Hot House Climbers
the summer hits temperatures in a conservatory can spiral
out of control. We look at ways to make it more habitable
for plants and some climbers that love the heat.
Many conservatories are considered to be too hot and
sunny for plants during the summer but this is normally
quite untrue – it is simply a matter of choosing
the correct plants.
The most important factor to consider when planting
a sunny conservatory is the ventilation. If the doors
and windows can be left open during the day, to bring
cool fresh air into the conservatory, then a wide range
of plants which tolerate the high light intensity can
Particularly good for these conditions are many climbers
such as Bougainvillea and Jasmine. These also have the
advantage of shading people and other plants below them,
eliminating the need for blinds. Climbers can be grown
up attractive supports such as trellises and obelisks,
or they can be trained up the sides and into the roof
simply with the aid of a piece of wire or string.
When growing climbers, it is worth bearing in mind that
they will flower best on the stems that are growing
horizontally or trailing down – this will often
be the parts which have reached the roof of the conservatory
and started to grow across the top. To encourage flowering
lower down, it may be necessary to prune them repeatedly
to encourage a fairly bushy shape with lots of side
Plants such as Jasmines,
which flower on the new growth, can be pruned hard during
the winter, and trimmed back again after each burst
of flowers during the summer.
To provide some shade in the summer, but let in as much
light as possible during the winter, why not grow deciduous
climbers such as Bougainvillea. These are available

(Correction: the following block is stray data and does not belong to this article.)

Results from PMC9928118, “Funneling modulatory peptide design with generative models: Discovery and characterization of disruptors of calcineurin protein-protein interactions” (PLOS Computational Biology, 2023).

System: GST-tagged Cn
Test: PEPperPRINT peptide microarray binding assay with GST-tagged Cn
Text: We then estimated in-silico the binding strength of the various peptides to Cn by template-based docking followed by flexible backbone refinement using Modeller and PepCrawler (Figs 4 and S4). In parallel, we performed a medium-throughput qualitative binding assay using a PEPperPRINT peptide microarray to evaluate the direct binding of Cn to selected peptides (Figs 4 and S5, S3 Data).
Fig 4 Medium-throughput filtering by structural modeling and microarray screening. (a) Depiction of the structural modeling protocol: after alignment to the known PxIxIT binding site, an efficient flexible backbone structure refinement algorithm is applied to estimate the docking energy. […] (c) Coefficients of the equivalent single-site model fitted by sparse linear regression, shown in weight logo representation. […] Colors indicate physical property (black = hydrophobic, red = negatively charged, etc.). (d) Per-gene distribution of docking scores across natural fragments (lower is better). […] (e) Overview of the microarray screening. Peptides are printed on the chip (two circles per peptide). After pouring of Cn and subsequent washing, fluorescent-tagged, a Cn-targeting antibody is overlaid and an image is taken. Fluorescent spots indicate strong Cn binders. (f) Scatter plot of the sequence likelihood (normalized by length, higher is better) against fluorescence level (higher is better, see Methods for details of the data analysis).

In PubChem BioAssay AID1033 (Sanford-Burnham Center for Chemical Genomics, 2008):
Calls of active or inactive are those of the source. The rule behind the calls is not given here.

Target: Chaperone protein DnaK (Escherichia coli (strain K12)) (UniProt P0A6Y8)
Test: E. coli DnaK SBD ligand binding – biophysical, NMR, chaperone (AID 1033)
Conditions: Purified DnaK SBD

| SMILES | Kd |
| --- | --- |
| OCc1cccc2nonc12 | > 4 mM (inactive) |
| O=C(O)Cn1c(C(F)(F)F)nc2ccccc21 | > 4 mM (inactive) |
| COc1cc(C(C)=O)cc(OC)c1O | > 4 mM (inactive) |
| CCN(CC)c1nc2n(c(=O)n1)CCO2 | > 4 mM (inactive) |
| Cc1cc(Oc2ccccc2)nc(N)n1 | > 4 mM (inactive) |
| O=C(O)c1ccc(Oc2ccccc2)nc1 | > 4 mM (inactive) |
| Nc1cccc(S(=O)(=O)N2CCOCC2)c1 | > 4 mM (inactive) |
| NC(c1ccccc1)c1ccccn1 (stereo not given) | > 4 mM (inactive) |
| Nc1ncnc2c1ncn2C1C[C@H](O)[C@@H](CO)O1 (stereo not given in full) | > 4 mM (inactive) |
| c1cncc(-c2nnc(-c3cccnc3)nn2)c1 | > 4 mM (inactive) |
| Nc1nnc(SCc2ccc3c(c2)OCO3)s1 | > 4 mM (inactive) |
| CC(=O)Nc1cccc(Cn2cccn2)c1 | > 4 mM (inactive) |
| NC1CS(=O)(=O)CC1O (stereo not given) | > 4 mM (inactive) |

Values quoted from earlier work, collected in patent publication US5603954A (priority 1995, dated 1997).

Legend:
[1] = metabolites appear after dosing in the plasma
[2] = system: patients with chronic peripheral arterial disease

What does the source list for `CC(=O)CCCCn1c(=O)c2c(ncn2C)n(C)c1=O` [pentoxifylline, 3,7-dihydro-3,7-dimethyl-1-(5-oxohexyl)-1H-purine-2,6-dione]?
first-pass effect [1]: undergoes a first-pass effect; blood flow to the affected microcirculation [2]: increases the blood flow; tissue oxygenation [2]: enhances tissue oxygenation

in a tremendous range of bright colours. Alternatively,
fast growing plants such as Ipomea learii (Morning Glory)
and Passionflowers can be trimmed back hard during the
winter to allow the light in again.
On the other hand, to cover up an unsightly brick wall
or provide some privacy, you may require an evergreen
screen. Ideal for this purpose would be many varieties
of Jasmine, Hibbertia scandens, Dipladenia sanderii
and Hoya carnosa.
Some of the best climbers for conservatories
Bougainvillea – Brightly coloured, papery
Jasmines – Wonderfully scented white flowers.
Also notable for not being prone to pests.
Hoya carnosa – called the Wax Plant, has
clusters of waxy star shaped flowers. Thrives on neglect!
Dipladenia sanderii – Lovely glossy evergreen
leaves and pink trumpet flowers.
Mandevillea amabilis – Fabulous large,
pink trumpet flowers.
Ipomea learii – called the Blue Dawn Flower,
has large, deep blue saucer shaped flowers in summer.
Stephanotis floribunda – often called the
Madagascar Jasmine, has heavily scented, waxy white
Passiflora: the well-known Passion Flower. Many
varieties. P. amethyst or P. violacea, fast growing
and free flowering.
P. citrina has delightful yellow flowers.
reprinted with premission from Greenfingers.com